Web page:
When crop is fed continuously through the inlet 52, a bale 38 will start to grow and push first pivot arm 14 upward thereby extracting actuator 58 against a force provided by resistance in the baling control means 24, for example created by a nozzle or a valve. Simultaneously, pivot arm 16 will be pulled upwardly by the baling means 22 shortening the span between rolls C and f in order to adjust to the growing circumference of the bale 38. Both pivot arms 14, 16 rotate clockwise, when looking at the drawing. Movement of the pivot arms 14, 16 and thus also of the mobile rolls a-f continues until the bale 38 has reached its desired or maximum size as shown in FIG. 2. When the bale chamber 36 is full the pivot arms 14, 16 reached their upper position and follow approximately the circumference of the bale 38. The unloading pivot frame 54 and the rolls g to i are still in their lower position and together with the baling means 22 support the bale 38.

In order to unload the bale 38 the unloading pivot frame 54 is pivoted clockwise about axis 56 into the position shown in FIG. 3, in which a line through the center of rolls g and h shows an inclination to the ground of about 30 degrees and finds itself above the second pivot arm 16. Due to the upward movement also roll i moved upwardly and hit the span between rolls g and C. Roll i creates a loop 66 (as shown in FIG. 3) to take out slack in the baling means 22, which appears, as soon as the bale 38 rolls down the unloading mechanism 28. As soon as the bale 38 has left the bale chamber 36, the pivot arms 14 and 16 move downward in a counter clockwise direction, whereas the mobile roll d hits the span between rolls g and a. Once the second pivot arm 16 has lowered about halfway, the bale 38 can no longer roll back into the bale chamber 36. Finally the situation shown in FIG. 1 is reached again.

FIGS. 5 to 7 show a second embodiment having many components in common with the first embodiment, especially three mobile rolls 20 a, b and c on the first pivot arm 14.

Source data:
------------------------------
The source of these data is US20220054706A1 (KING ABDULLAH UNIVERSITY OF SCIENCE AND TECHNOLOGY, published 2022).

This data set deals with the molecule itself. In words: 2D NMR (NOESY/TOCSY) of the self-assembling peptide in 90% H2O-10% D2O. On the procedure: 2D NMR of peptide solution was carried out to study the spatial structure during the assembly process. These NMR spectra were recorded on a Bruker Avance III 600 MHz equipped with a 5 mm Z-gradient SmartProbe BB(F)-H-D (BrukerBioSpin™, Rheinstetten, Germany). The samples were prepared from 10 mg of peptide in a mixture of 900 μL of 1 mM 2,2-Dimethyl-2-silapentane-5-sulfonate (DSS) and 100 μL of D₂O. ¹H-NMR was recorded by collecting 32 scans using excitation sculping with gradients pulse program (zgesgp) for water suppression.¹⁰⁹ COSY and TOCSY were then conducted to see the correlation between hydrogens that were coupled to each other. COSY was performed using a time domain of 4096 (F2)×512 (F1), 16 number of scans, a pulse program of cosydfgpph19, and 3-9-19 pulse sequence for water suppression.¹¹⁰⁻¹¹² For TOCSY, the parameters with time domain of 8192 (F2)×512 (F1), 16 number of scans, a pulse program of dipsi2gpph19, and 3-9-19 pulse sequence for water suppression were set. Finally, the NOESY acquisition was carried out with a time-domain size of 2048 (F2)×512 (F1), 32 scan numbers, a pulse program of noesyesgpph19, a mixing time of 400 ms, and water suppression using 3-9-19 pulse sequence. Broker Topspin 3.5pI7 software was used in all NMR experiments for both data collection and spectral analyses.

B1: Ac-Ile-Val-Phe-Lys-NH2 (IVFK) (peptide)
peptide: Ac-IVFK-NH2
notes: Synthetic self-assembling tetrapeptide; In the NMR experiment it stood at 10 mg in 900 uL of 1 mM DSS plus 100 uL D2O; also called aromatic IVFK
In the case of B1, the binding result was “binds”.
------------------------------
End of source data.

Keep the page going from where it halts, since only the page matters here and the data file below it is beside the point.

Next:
The purpose of the round baler 10 and the design of its chassis 12 are the same or equivalent to that of the first embodiment.

The first pivot arm 14 has a similar design and is located and journalled in a similar or identical way. In particular it has lever arms 44, to which an actuator 80 may be connected; but in this embodiment these lever arms 44 are almost inline with and on the same side as the legs 42, just slightly inclined in the rear direction. However, this first pivot arm 14 is longer than the one of the first embodiment, and extends about half of its length beyond the point, where it crosses the strand between fixed roll D and mobile roll g.

The second pivot arm 16 is different from the one of the first embodiment in many respects. The second pivot arm 16 of the second embodiment is journalled on axis 45, which is located in the area of the front upper corner of the side structures 32, close to roll F. The legs 46 extend outside and above the bale chamber 36 and terminate slightly rearward of fixed roll D. At the end region close to the axis 45 lever arms 50 are fixed to the legs 46 and extend inline and with them. At their ends on axis 45 the legs 46 are connected by the base of the “U”. The legs 46 may pivot in a range between a 10:00 and a 12:00 o'clock pointer position.

During operation first pivot arm 14 rotates clockwise viewing the drawing when the bale 38 is growing, while the second pivot arm 16 rotates in the same direction only when the bale 38 is unloaded.

Fixed rolls 18 A, C, D, E and F are in the same or similar position as those of the first embodiment. However fixed rolls G and H are provided in addition, which are located at different places. Roll G is located close to role C, but slightly above and rearward of it. Roll H is located very close to roll F, but at same height and rearward of it in order to increase the length about which the baling means 22 wraps roll F. Roll E is present but slightly above roll D and closer to it.

Mobile rolls 20 are different in so far, as roll c is located on the other side of rolls a and b, towards the freely moving end of the first pivot arm 14 remote from axis 40. Second pivot arm 16 bears only one mobile roll e at the end of it remote from axis 45, whereas in the empty stage of the round baler 10 roll e is located very close to and rearward and above of fixed roll D. Rolls g and h are present on the unloading pivot frame 54, while roll i is missing.

The baling means 22 is equivalent to the one described in the first embodiment. Baling control means 24 uses similar components, but instead of a single actuator 58 for both pivot arms 14, 16 two separate actuators 80 and 82 are used, which may be of the single or double acting type. Each actuator 80, 82 is attached with one end to the side structure 32 and with the other end to either the first or the second pivot arm 14, 16 or their lever arms 44 and 50 respectively. Although these actuators 80, 82 could be controlled to move independent of each other, the baling control means 24 will generate signals, which assure, that their movement is synchronized. In an alternative design both actuators 80, 82 could be replaced by a single actuator 58 like in the first embodiment.